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I’d like to think of myself as an expert on skiing with a baby and toddlers. With 5 kids of my own and a serious ski obsession, skiing with our babies has become a way of life. Between all the years of pregnancy and babies, I could just not stay away from the ski hill during ski season. Luckily, we’ve been able to find some great ways to make skiing and having a baby work for our family, over and over again.
Most of our kids have spent A LOT of time at the ski hill as an infant. We’ve found that the most important piece to skiing with a baby in tow is to find a ski resort that’s well suited to families with children. This often rules out high-end resorts, or really crowded facilities. We’ve found that the most baby and family friendly ski resorts are resorts that are more old school. Here are the things that you need to look for when considering where to ski with a baby.
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Tips for Getting a Baby Around the Base Area
When you’re taking a baby to the ski hill, you’ll also be bringing with you LOTS of gear (both for you and the baby). Simply carrying the baby usually isn’t the easiest option. Here are our favorite ways to get baby around the base of a ski resort:
Baby carrier: This is our favorite baby carrier and it’s perfect for getting babies from the car seat to the lodge. While you can wear it as a front or back carrier, we prefer to wear it on the front, so we can put a backpack on our backs to haul more.
Once our babies get a little older (6 months and older) we love to use this backpack carrier. It has a lot of storage to put extra clothes, toys, food etc in the compartments. It can fit babies and toddlers up to 48 lbs. This one is slightly lighter with a little less gear capacity.
Baby jogging stroller: A regular stroller won’t have big enough wheels to push around the ski resort, but this baby jogging stroller does great on packed down snow AND won’t break the bank!
Daycare for Babies while Skiing
The most ideal situation for skiing with a baby is one where mom and dad can ski and the baby is well taken care of too. If you can afford it, it’s worth paying for daycare for the day.
Realistically though, skiing can get VERY expensive for a family, and daycare only adds to those expenses. Additionally, since 2020, many ski resorts have closed their daycare centers, due to health concerns, so on-mountain ski daycare for babies isn’t an option for many people.
Best Age to Start a Baby Skiing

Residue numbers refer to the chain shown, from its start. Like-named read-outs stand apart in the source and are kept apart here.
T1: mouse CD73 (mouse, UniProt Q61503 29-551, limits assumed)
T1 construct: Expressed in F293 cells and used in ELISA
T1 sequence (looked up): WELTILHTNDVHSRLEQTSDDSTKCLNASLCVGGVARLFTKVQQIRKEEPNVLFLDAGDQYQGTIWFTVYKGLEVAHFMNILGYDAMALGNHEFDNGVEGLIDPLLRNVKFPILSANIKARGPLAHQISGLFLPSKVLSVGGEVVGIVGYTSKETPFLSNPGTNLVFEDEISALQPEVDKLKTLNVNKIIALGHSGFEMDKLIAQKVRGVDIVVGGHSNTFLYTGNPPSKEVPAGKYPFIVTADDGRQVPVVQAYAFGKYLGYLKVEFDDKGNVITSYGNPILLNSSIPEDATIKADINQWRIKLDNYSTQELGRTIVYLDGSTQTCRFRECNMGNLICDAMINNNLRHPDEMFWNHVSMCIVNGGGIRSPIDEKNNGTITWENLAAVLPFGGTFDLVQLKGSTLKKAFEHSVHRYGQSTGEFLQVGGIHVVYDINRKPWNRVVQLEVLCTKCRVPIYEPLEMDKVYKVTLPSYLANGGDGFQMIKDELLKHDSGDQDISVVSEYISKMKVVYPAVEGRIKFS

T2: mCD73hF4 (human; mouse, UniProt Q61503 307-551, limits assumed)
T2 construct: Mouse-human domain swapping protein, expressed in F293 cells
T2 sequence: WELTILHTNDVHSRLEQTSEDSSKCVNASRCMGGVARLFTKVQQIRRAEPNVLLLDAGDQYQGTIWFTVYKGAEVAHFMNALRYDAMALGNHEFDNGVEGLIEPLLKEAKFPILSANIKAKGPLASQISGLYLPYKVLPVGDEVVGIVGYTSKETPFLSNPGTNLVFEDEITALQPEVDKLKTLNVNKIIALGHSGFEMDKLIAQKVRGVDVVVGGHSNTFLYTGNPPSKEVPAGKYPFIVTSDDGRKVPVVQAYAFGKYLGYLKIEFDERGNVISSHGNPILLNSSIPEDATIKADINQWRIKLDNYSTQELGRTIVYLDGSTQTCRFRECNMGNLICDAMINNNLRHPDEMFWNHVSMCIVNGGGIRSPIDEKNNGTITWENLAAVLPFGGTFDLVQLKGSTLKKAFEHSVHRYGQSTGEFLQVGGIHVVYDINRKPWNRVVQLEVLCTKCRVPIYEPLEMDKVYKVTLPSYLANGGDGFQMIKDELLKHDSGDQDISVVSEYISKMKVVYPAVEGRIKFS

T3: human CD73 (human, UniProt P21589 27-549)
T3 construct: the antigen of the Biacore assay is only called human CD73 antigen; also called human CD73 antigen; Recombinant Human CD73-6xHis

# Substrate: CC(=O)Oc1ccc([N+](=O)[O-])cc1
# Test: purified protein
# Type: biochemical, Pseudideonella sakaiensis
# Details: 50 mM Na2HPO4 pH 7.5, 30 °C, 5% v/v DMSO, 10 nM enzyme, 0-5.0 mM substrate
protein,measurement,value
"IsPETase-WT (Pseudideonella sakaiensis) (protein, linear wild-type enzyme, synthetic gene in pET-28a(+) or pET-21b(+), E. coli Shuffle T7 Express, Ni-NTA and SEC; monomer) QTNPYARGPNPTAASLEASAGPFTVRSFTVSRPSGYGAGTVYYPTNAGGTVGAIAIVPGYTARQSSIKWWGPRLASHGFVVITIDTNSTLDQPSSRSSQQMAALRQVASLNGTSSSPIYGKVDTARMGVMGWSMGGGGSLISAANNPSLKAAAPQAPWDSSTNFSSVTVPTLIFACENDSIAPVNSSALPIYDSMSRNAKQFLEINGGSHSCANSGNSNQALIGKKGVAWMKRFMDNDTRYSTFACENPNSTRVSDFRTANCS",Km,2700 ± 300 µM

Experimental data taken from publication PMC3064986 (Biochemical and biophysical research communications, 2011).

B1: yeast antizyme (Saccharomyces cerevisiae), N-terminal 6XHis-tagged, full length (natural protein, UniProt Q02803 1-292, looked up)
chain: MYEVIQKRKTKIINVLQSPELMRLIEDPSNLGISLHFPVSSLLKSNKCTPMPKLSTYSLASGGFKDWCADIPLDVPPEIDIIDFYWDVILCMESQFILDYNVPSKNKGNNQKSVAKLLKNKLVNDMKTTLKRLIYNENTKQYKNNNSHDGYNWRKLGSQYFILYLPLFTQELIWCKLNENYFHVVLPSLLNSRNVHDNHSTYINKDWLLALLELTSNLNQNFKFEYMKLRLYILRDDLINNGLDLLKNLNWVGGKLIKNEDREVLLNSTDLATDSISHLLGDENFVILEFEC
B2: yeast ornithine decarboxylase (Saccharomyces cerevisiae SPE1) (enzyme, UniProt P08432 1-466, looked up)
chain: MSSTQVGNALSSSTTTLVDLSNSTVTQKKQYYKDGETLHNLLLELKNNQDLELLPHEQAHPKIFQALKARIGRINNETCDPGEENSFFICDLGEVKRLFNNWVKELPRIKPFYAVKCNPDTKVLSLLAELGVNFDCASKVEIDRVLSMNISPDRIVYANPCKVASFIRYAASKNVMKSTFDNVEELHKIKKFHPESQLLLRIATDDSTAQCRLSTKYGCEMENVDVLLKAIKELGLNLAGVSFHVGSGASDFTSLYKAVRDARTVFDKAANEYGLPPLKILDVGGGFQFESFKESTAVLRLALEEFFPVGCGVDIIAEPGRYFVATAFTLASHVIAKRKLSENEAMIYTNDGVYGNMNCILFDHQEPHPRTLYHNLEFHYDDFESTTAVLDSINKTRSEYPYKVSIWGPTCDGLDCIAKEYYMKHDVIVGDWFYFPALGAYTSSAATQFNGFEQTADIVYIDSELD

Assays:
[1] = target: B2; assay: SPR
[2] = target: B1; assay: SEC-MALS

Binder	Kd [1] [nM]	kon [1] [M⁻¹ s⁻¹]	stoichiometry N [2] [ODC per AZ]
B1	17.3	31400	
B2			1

Most of our kids started skiing as babies at just 18 months old. This is about the youngest that kids can ski and do much in terms of following any directions (though we do know people who have started their kids skiing a few months younger than ours).
If you choose to start a one-year-old baby on skis, know that they really won’t learn much – they’re skiing because YOU love to ski. Honestly, it’s super fun to share something you love with your baby, so if you want to try it, I highly recommend it.
Read: Best Age To Teach Kids To Ski
The additional benefit is that by the age of two, they are familiar with the routine and eager to go skiing. We’ve reaped those benefits over and over again with our kids as starting early on skis has really advanced their skills when they’re 3-4 years old. If you want to start your baby on skis, you’ll absolutely want to read these articles as well:
Staying in the Ski Lodge with a Baby
For babies under the age of about 15 months, we always recommend hanging out in the ski lodge with kids. It’s what we’ve done with all of our babies and it’s a great place to hang out for the day. If you’re doing this, look for resorts that offer parents share passes, where parents can pay for just one ski pass and share it while one of them stays inside with the baby. Here are our top tips for hanging out in a ski lodge with a baby:
Find a Baby Friendly Ski Lodge
Obviously, there are certain ski resorts that are better suited for skiing with infants and toddlers than others. Even if you have a very eager toddler on skis, there’s a big chance that you’ll still be spending at least a couple of hours in the lodge eating french fries and downing hot chocolate during every ski day. Plan on it! Make sure that you’re going to a family friendly ski resort that is okay with you just hanging out in the lodge, especially if you’re taking a ski trip with a baby.